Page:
Adaptation, on the other hand, is mostly about managing water—which is too heavy in the monsoon causing floods, landslides, and erosion; and too scarce in the winter causing widespread drought and water scarcity. Adaptation, therefore, becomes a concern for a large section of the population living across geographical boundaries, whose daily lives are affected by climate impacts but do not have the capacity to deal with it, and seldom can influence policy. Since adaptation is polymorphic in nature, we haven’t been able to prepare any long-term adaptation plans even after nearly a decade of formulating National Adaptation Programme of Action.
Advance beyond rhetoric
On the issue of compensation, the group of Least Developed Countries has been demanding it for any losses and damages incurred due to climate change. However, before any progress is made on the losses and damages, and since global negotiations involve cumbersome and, often, time-consuming processes, we will have faced a number of disaster events with increasingly greater consequences. The floods of 2017 and drought in the middle of 2018’s monsoon must be taken as prelude to what lies ahead. Thus, the priority for us should be to begin tackling what has already been observed. However, neither our knowledge of the impacts affecting people, nor the existing institutional landscape to deliver adaptation solutions are adequate enough to tackle observed problems, let alone those that might occur in the future.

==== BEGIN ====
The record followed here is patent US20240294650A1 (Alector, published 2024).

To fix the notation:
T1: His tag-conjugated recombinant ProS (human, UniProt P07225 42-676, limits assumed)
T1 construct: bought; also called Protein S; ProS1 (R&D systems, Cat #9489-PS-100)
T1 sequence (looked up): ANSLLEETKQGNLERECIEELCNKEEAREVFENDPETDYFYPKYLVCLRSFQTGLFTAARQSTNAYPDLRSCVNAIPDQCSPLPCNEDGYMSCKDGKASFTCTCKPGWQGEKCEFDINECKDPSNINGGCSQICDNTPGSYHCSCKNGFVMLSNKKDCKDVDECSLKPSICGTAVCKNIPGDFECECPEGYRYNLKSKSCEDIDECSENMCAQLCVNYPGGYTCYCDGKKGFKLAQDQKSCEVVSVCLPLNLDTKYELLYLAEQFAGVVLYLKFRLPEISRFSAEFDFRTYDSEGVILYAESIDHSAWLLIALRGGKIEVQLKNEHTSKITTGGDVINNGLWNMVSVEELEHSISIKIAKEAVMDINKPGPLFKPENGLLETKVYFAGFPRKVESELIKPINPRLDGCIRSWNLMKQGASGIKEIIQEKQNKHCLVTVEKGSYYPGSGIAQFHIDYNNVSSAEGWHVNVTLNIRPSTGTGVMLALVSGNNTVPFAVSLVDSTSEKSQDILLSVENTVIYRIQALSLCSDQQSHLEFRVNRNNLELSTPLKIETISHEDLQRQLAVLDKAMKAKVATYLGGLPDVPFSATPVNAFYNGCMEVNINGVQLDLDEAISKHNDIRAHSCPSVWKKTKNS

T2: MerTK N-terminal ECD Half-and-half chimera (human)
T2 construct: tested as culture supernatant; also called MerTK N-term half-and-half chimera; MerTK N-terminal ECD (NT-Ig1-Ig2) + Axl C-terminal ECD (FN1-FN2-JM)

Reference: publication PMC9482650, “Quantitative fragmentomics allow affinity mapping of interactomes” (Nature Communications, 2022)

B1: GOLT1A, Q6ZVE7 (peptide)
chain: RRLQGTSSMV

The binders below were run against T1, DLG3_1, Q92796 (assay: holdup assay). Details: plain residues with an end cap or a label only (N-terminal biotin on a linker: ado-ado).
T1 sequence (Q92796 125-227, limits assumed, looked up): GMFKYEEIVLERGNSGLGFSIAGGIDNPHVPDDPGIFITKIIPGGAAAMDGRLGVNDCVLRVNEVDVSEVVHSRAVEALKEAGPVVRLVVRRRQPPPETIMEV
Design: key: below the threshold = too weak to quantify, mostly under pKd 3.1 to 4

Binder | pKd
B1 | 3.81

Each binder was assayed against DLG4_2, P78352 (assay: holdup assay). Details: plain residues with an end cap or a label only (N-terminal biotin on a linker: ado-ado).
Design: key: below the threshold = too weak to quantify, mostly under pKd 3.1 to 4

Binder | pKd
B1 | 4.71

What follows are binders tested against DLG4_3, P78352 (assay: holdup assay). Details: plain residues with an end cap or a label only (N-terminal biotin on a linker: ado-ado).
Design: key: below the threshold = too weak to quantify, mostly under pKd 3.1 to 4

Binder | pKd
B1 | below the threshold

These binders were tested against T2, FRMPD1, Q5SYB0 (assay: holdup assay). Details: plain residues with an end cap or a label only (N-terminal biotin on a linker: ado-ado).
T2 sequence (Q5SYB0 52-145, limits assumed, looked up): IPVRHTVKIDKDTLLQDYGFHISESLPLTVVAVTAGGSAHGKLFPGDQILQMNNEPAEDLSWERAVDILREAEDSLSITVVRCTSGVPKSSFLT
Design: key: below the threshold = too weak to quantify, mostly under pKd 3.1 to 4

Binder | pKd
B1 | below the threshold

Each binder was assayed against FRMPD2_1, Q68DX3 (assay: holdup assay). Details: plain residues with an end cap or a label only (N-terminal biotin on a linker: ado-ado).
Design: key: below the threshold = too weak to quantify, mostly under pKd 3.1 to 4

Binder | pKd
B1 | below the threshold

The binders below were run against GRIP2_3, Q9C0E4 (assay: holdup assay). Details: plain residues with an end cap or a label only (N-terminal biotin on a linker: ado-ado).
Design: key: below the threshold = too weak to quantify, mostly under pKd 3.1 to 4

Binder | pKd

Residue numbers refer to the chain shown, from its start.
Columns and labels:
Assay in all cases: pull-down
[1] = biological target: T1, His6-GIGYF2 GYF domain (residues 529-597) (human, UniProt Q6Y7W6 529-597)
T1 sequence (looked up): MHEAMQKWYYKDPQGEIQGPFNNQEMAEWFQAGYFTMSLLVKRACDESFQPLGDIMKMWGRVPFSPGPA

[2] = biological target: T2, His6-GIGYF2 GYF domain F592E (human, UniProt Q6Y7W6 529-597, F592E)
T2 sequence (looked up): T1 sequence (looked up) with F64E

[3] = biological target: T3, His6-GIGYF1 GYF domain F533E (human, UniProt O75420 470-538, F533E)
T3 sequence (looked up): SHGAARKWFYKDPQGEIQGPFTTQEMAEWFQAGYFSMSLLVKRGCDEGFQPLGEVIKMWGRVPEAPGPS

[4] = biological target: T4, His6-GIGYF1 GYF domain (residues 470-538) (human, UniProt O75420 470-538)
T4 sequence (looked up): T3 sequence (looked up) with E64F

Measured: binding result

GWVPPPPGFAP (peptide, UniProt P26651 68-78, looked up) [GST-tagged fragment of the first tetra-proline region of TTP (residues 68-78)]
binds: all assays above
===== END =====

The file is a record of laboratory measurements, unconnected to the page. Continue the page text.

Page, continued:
Politically, climate change has not advanced beyond rhetoric. A good example of this is the Sindhulachok summit. People applauded the political commitments shown by the recently elected chair and vice-chairpersons of the district coordination committees in the climate summit held in Sindhupalchok. The truth is that the institution they represented—the district coordination committees—has neither executive nor legislative authority to influence policy at the sub-national level. Provincial and the local level governments that have the executive and legislative power have yet to prioritise climate change over building infrastructure.
Financing adaptation projects is perhaps the most contentious issue. Nepal is implementing a few climate-related projects as part of regular development works in agriculture, forestry, flood protection, water supply and non-conventional irrigation funded largely by domestic sources. However, many such projects in key sectors need to be implemented in the coming years, which cannot be done without international support.
Accessing global funds requires a very strong national capacity in terms of policies, institutions, financial management systems, legal frames, and so on. National systems must be convincing enough to meet the standards required to secure global funds. The good news is that Nepal has begun to take some steps in building national capacity by integrating climate change in its planning and budgeting, but much more needs to be done. Without a national system meeting the required standards, we will not be able to access global funds that might be needed to implement multiple projects in the long-term. This is true regardless of how hard we try to illuminate the fact that we suffer badly from (and despite our nominal contribution to) climate change.
Upadhya tweets at @madhukaru